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It’s still hard to predict who will die from virus

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New York – In every epidemic, some die, others become ill and recover, and the luckiest live through infection without symptoms. In today’s pandemic, we are seeing this play out. Although the initial epidemiological data show that COVID-19 is more severe in older people, men and those with pre-existing conditions such as heart and lung disease, not everyone with severe disease has these risk factors. And not everyone at risk has the same symptoms, prognosis or outcome.

Why do people manifest such differences? And why is it not possible to predict an individual’s experience?

In past epidemics, death and survival were attributed to providence or fortune. Modern medicine and science provide a better understanding of why infection can lead to such different outcomes. Among individuals in the same risk group — the same age, say — differences in infection outcome can result from five different variables outside their control.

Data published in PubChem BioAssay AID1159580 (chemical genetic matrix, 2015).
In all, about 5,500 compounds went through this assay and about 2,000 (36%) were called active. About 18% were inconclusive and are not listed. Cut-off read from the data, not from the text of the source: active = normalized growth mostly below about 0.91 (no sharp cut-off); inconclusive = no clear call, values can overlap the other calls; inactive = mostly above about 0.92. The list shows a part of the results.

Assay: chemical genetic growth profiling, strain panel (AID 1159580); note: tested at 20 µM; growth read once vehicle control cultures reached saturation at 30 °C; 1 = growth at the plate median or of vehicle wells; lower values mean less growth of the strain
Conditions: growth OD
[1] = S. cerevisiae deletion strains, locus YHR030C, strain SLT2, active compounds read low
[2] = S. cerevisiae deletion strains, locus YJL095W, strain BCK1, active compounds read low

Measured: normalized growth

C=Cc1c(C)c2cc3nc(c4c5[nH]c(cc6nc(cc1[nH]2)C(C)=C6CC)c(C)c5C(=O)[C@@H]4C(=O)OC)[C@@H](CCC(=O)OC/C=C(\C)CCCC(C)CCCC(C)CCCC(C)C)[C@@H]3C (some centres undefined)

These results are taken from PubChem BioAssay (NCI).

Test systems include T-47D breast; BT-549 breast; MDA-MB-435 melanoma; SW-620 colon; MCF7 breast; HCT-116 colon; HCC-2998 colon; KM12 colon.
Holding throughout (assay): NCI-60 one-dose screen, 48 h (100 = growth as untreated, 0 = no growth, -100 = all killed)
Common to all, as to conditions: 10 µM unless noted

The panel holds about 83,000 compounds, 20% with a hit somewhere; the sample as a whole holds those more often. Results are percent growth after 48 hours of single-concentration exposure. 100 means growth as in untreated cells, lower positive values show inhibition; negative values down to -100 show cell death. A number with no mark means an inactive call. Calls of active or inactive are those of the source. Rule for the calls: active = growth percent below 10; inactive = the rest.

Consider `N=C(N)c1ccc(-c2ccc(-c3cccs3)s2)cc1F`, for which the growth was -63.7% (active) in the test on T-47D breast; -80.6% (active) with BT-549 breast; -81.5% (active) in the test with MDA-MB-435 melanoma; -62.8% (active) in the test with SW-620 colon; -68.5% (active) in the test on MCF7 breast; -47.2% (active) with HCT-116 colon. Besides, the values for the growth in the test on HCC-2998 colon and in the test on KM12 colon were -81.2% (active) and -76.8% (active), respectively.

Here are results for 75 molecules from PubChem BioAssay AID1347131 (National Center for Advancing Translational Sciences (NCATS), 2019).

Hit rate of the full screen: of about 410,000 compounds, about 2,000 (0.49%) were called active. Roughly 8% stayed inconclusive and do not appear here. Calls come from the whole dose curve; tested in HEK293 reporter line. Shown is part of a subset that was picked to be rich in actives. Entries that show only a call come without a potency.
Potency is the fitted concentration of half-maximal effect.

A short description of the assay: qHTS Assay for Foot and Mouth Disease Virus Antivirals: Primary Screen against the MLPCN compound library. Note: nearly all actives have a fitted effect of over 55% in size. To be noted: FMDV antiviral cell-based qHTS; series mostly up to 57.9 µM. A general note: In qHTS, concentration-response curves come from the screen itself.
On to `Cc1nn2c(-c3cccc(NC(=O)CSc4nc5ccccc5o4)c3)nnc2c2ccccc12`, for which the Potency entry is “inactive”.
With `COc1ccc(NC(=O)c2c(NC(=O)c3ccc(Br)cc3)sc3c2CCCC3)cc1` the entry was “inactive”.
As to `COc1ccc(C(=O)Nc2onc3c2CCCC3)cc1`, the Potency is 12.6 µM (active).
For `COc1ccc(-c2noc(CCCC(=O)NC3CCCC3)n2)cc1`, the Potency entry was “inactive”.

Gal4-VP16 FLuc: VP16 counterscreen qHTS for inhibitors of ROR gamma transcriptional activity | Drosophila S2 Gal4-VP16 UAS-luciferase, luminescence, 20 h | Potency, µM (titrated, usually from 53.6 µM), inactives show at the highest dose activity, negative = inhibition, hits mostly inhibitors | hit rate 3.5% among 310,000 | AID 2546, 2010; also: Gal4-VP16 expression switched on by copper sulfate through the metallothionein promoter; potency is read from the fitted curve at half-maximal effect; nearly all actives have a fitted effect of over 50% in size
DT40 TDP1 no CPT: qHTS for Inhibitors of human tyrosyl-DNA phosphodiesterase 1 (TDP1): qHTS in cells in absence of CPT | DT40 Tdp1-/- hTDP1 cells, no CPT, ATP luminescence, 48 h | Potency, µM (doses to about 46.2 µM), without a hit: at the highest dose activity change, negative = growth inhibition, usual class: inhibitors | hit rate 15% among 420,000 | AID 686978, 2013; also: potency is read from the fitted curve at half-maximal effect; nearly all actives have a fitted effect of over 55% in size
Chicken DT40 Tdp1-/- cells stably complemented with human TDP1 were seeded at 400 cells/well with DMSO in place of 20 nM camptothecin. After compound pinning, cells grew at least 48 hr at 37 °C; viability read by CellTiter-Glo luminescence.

The first of these is microbial dosage or inoculum, the number of viral particles that cause infection. Small numbers of viral particles are more likely to be contained effectively by the body’s defenses. Then, infection may cause no symptoms or only mild disease. In contrast, a large number of particles can lead to increased viral growth, overwhelming the immune system and causing more severe disease.

Genetics may also influence........

© The Japan Times